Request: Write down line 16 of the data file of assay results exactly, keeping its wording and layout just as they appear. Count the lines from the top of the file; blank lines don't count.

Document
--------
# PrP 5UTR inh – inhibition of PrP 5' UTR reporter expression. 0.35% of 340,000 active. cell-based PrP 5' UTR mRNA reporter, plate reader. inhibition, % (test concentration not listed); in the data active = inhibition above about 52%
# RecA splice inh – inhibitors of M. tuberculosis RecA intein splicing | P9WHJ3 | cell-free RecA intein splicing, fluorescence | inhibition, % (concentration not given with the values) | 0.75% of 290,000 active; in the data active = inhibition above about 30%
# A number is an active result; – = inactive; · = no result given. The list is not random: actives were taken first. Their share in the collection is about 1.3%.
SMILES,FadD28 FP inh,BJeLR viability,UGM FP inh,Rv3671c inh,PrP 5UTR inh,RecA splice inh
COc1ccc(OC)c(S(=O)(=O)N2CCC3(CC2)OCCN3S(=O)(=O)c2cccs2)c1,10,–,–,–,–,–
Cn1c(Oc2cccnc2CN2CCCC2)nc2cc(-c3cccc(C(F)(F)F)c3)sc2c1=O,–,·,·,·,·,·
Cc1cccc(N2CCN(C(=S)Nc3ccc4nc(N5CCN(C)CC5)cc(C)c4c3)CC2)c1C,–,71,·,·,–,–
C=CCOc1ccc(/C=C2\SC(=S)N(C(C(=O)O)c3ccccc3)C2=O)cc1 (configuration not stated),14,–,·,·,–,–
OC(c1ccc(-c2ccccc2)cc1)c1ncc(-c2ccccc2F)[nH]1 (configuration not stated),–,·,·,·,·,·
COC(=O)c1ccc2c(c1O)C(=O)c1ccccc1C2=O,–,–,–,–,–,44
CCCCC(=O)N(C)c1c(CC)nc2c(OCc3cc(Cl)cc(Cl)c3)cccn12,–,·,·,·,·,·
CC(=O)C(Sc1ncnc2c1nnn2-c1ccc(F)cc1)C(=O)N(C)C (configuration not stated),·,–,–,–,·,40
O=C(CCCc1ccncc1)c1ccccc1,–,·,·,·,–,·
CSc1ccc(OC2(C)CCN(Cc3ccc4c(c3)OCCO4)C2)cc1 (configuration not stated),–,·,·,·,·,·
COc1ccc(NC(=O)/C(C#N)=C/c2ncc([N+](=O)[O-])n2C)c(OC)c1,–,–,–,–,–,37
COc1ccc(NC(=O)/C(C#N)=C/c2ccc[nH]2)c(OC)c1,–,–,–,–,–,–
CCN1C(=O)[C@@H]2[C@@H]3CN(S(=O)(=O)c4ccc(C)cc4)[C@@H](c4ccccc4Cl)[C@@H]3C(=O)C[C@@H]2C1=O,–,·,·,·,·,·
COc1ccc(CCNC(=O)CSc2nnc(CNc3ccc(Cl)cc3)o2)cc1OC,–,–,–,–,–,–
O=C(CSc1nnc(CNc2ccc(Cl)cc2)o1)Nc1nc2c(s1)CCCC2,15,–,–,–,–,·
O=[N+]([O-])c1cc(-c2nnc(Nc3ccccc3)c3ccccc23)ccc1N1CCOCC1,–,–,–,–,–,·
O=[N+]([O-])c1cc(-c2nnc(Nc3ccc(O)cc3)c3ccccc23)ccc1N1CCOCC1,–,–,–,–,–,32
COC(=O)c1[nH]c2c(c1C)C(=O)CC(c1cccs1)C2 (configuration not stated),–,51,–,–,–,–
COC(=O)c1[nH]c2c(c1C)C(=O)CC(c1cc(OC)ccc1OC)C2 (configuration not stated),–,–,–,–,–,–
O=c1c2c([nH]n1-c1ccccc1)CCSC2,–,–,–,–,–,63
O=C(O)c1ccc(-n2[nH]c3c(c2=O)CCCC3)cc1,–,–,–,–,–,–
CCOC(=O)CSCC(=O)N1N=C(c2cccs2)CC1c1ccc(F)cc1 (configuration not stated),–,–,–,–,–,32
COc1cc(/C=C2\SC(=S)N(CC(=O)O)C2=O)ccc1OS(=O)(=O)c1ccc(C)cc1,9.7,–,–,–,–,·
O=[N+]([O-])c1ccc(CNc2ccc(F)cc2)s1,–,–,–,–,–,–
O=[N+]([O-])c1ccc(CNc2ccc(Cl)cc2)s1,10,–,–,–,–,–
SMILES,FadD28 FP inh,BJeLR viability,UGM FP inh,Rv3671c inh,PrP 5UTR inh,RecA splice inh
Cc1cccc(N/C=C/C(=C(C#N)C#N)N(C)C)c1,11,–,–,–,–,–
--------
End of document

COc1ccc(NC(=O)/C(C#N)=C/c2ccc[nH]2)c(OC)c1,–,–,–,–,–,–